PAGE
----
A few months ago I moved from a 17 to a 92. That isn’t the probability of my going to the gym every day, or the ratio of museum trips to preservation-related movies watched. It’s my neighborhood walk score.
It wasn’t an entirely unexpected change, or even an unconscious decision. After talking the talk for over five years, this was an opportunity for me to (no pun intended) walk the walk. Also unsurprising is that I love it.
While living further out from the city, I did try to be sustainable - I would drive my car to a commuter lot to travel via carpool (the slug line, if anyone is familiar with it), or drive to the Metro (Washington, DC’s subway system). If I could, I would make sure to time all my shopping and socializing in the same area, so that once I parked I limited my driving time. And as much as I could control it I shopped local, and attempted to eat local.
But this - this is different. For five days of the week everything I need is steps away from my new home. I take public transportation 95% of the time, exercise, and get my hair cut without having to get into my car. There are restaurants galore - including my favorite socially-conscious coffee shop - and a few (semi-affordable) independent retail stores owned and operated by small business owners. Not to mention a branch of the public library system. Moving from a 17 to a 92 has made my life, in some ways, less complicated.
Last week I reflected a little on the materiality (or immateriality, rather) of historic preservation. In the post, I cited four elements that connect the physicality of preservation to the more ephemeral, meaningful pieces of what we do: Place-History-Memories-Character.
These four characteristics played heavily in my choice to live in my new neighborhood:
Place: This is my first home away from the place where I grew up with my parents. It was a big step for me, and I knew that when choosing the neighborhood it had to reflect what I wanted to be, where I wanted to spend my time, and a sense of place that reflected some of what I believed in.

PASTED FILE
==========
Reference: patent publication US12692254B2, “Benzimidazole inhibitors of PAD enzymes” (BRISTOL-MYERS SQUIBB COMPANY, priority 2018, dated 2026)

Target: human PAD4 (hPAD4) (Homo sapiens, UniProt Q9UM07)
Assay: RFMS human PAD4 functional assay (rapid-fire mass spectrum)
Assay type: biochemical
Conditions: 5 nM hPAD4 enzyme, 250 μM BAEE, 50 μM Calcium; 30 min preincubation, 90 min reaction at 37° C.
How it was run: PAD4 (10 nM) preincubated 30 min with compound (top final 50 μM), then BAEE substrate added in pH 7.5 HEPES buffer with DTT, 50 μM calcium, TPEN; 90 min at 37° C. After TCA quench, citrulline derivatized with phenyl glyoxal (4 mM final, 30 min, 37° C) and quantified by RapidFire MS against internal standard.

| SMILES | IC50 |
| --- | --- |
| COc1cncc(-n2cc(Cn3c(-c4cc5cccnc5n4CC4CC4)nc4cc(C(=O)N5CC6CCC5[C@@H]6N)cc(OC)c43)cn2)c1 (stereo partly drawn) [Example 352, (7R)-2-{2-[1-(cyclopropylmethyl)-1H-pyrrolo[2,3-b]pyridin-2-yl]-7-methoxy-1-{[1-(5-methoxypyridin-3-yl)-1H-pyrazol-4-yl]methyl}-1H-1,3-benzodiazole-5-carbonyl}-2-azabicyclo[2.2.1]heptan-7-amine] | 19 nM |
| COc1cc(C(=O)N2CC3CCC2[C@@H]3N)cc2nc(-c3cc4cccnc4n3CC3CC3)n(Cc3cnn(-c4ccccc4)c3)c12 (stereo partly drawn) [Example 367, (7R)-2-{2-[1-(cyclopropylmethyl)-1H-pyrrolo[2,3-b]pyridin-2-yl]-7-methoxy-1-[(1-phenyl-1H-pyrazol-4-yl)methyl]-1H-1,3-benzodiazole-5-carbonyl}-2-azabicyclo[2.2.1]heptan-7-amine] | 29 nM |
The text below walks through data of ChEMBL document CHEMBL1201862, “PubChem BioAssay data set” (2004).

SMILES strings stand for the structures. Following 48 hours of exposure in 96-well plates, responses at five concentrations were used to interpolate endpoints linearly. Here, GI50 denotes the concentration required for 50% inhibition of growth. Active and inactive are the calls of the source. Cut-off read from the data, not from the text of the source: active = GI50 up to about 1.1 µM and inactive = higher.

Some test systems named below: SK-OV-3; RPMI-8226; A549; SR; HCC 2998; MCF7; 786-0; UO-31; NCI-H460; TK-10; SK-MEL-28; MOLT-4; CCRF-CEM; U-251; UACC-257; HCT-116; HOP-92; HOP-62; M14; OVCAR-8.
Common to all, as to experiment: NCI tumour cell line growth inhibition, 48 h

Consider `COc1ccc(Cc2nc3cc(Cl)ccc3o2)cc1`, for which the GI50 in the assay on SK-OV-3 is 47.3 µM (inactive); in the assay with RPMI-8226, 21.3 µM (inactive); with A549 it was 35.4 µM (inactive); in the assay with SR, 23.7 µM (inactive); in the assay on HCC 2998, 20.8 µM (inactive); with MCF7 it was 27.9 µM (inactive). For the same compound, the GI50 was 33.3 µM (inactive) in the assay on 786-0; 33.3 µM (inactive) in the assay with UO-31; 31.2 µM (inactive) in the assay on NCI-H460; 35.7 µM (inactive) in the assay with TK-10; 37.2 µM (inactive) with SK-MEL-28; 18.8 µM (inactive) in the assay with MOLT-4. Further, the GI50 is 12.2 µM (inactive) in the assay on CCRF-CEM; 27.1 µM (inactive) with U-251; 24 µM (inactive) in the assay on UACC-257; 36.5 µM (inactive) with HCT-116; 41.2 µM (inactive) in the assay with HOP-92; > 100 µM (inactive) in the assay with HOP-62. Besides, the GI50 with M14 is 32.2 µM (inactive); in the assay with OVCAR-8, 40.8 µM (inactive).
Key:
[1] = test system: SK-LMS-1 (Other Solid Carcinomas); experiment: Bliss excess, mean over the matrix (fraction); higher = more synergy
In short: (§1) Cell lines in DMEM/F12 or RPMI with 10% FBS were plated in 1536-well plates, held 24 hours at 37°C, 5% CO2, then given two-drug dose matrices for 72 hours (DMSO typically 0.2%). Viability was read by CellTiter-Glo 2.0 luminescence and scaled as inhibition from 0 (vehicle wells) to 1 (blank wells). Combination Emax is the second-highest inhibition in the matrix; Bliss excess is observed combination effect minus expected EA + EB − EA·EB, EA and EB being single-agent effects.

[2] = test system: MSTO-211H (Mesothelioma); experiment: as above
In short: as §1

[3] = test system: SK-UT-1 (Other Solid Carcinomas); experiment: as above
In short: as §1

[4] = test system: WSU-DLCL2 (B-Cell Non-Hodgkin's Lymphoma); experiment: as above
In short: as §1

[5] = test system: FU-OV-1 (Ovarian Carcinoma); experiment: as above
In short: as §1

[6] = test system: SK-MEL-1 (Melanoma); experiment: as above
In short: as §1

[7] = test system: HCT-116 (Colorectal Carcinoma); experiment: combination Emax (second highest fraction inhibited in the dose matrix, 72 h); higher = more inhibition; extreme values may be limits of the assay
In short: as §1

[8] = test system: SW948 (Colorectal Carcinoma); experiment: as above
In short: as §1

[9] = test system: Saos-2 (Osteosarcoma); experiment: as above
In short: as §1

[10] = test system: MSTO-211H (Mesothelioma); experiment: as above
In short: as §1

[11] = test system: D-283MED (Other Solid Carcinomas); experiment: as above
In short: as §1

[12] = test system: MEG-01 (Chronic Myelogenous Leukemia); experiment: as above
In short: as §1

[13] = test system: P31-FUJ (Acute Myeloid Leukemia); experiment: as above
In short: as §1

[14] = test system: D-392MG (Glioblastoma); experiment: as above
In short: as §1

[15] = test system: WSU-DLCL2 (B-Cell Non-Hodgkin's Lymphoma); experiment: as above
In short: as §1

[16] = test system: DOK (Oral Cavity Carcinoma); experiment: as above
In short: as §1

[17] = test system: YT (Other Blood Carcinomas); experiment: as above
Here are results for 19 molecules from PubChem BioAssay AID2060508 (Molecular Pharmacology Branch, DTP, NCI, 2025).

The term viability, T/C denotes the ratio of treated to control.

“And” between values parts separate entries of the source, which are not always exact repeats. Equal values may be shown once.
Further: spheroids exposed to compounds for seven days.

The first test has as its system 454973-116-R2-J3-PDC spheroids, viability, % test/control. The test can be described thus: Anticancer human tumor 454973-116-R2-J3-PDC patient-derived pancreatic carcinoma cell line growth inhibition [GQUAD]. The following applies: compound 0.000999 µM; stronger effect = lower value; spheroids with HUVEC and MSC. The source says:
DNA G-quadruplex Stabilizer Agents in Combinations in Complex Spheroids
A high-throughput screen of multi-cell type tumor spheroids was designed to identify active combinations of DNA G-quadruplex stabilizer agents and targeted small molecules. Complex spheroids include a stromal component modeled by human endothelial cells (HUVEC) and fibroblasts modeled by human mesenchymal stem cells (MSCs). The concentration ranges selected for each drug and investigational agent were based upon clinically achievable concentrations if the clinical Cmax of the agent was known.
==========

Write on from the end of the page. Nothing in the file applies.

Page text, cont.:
History: The direct neighborhood in which I live is not historic in the usual sense of the word - although a large portion of the retail/foodie area was built in 1944. However it does lie adjacent to a National Register district that was once a part of the DC boundaries, and then developed by Defense Homes Corporation during World War II.
Memories: Having lived in the region already, I came to my new neighborhood with a visceral connection to it. My friends and I gather for monthly book clubs at my coffee shop, and I’ve celebrated birthdays at many of the restaurants.
Character: I think, above all else, this area has character. When leaving my apartment building I can run in one direction to see the amazing World War II area housing that still remains, and I am often immersed in green space that lines the sidewalks. While my building is of the 1970s variety, I can look outside my window and see the cityscape of DC arrayed in lights (including the Washington Monument). That feature alone is inspiring.
Going from a 17 to a 92 doesn’t mean I don’t miss my old haunts, my childhood parks/playgrounds, and favorite local restaurants that I still visit when I’m in the area. But I can say that it’s made me an even bigger proponent as a historic preservationist to protecting places that just like this for the future.